Well, that didn't keep Elisabeth from putting on some extra pounds while she was there.

Jeannine   Link to this

"Brampton visit".
Sam is only "home" a very short time and it's already uncomfortable not only in terms of the legal issues, but the people/social ones also. Tony's comment is insightful as Sam has been living a higher class lifestyle and perhaps growing somewhat intolerant of his extended family's country ways. Hopefully his actions did not reflect his diary entry and he outwardly was able to show some graciousness for the hospitality and food. Robert G's comments add another dimension altogether. If Brampton is such an unpleasant environment for him then to send one's wife there for 2 months seems rather insensitive and perhaps could carry a flair of "it's good enough for her, but not for me".
Hopefully it's just the stress of the legal issues and aching feet that have jolted him out of good humor as even his Hinchingbrooke visit with the Lady didn't seem to break the spell.

D. Robertson   Link to this

"Pretending bonds": Could it be that "pretend" is used here in an archaic transitive sense, as a synonym of "claim," according to which the legitimacy of the title of the claimant would not held necessarily to be at issue? Not that this would make us any wiser on the question of how Sam intends to turn one thing into two, but it would give us cause to think him less of a very rogue in this affair.

language hat   Link to this

pretend:

This is from a Latin verb meaning 'stretch forth, hold in front, put forward,' and in premodern English had a range of meanings reflecting the Latin ones. Since we often 'put forward' claims and ideas without much foundation, being human all too human, the idea of fakery became more and more prominent and now has taken over, but in Sam's day it was not a necessary component, and we have no way of judging what he means in this instance without more information. Here's a selection of OED senses and citations:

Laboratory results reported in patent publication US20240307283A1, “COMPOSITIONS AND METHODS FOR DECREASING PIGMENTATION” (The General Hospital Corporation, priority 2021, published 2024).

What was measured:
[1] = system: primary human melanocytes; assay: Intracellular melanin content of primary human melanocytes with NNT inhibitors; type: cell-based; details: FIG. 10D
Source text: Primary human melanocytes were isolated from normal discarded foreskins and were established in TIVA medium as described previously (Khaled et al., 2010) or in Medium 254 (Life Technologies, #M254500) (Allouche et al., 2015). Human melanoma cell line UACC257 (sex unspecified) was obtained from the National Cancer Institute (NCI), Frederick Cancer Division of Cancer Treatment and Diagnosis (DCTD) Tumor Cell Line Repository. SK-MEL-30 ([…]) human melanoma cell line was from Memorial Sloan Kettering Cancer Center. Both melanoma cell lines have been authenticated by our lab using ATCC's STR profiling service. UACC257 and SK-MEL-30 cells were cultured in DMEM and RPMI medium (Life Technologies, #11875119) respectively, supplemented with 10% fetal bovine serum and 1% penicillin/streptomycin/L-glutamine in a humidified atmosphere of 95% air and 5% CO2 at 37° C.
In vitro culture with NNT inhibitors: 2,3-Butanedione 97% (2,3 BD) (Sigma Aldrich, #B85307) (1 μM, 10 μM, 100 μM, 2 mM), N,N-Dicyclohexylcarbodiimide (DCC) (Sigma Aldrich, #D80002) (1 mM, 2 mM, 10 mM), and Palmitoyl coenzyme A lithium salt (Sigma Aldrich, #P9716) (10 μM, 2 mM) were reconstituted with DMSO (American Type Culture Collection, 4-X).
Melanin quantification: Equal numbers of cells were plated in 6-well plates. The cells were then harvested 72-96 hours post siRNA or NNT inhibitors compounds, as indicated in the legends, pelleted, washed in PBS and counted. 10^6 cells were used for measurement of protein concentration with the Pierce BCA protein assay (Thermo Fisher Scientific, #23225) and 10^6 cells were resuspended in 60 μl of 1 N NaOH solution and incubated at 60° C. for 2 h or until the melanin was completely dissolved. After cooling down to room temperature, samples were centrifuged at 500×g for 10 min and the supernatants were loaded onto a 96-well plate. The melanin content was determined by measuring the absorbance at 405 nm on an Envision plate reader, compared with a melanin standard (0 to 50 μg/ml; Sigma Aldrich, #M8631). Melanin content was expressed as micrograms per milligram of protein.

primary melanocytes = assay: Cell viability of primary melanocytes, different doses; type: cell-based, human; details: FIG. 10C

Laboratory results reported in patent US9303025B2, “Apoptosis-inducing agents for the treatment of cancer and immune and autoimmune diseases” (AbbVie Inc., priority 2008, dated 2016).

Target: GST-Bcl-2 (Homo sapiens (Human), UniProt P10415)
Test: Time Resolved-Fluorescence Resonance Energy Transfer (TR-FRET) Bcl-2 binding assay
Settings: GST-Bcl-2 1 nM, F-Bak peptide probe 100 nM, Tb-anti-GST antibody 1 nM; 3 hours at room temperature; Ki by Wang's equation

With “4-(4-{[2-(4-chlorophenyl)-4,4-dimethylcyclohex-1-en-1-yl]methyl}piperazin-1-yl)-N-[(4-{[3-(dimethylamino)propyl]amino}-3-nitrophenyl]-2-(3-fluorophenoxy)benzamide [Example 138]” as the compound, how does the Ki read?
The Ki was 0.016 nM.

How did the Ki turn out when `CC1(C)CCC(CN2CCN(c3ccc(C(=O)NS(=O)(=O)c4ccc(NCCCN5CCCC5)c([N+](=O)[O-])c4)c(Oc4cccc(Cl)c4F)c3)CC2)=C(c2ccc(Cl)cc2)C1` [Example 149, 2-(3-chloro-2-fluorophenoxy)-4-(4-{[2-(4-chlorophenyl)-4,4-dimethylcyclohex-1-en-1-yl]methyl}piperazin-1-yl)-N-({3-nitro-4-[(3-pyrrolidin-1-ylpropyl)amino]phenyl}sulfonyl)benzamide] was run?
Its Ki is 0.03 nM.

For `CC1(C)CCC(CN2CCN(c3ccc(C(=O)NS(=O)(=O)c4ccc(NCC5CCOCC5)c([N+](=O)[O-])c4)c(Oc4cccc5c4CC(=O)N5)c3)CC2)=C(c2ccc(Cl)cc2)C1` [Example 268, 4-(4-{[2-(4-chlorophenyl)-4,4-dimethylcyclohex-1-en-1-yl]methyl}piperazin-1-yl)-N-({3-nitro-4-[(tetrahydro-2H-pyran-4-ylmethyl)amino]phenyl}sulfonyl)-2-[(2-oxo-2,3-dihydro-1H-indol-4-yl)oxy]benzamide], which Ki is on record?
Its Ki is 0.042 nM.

2. To bring or put forward, set forth, hold out, offer for action, consideration, or acceptance; to proffer, present; to bring (a charge, an action at law).
[...] 1569 Reg. Privy Council Scot. II. 30 Without prejudice of the said Gilbertis actioun.. that he may have, pretend, or move, aganis the airis. 1594 CAREW Huarte's Exam. Wits xii. (1596) 198 God.. had pretended a remedie in that behalfe, which was.. Manna. [...] 1621-3 MIDDLETON & ROWLEY Changeling IV. ii. 91 To that wench I pretend honest love, and she deserves it. 1653 HOLCROFT Procopius II. 55 Women.. offered their breasts; but the child would not take womans milk, neither would the Goat leave it; but importunatly.. pretended to it her own. So that the women let it alone, and the Goat nursed it. 1690 LEYBOURN Curs. Math. 345 When there is an Aequation pretended like aa+ba+ca = -bc, present judgement may be made.

4. To give oneself out as having (something); to profess to have, make profession of, profess (a quality, etc.). Now always in a bad sense: to profess falsely, to feign (some quality).
[...] 1563-4 Reg. Privy Council Scot. I. 256 Nane of his liegis pretend ignorance heirin. 1629 MASSINGER Picture IV. ii, That comfort which The damned pretend, fellows in misery. 1654 FULLER Two Serm. 37 Leastwise they seemingly pretended it [real piety]; and Joshua charitably beleeved it. [...] 1740 GRENVILLE in Johnson's Debates 4 Dec. (1787) I. 79, I do not pretend any other skill in military affairs, than may be gained by casual conversation with soldiers.

b. esp. To profess or claim to have (a right, title, power, authority, or the like); to claim. Obs.
[...] 1523 FITZHERB. Surv. 17b, Where a man pretendeth a tytle and after releseth in the court. 1658 BRAMHALL Consecr. Bps. v. 133 Where the Bishop of London never pretended any Jurisdiction. 1667 in 10th Rep. Hist. MSS. Comm. App. v. 44 Notwithstanding any priviledge hee may pretend as being our servant.

5. To put forth or lay a claim to (a thing); to assert as a right or possession; to claim. Obs.
[...] 1622 MABBE tr. Aleman's Guzman d'Alf. II. 39 He hath no reason to pretend the Diamond. 1680 MORDEN Geog. Rect., Japan (1685) 427 At this day the Hollanders pretend all Trade at Japan.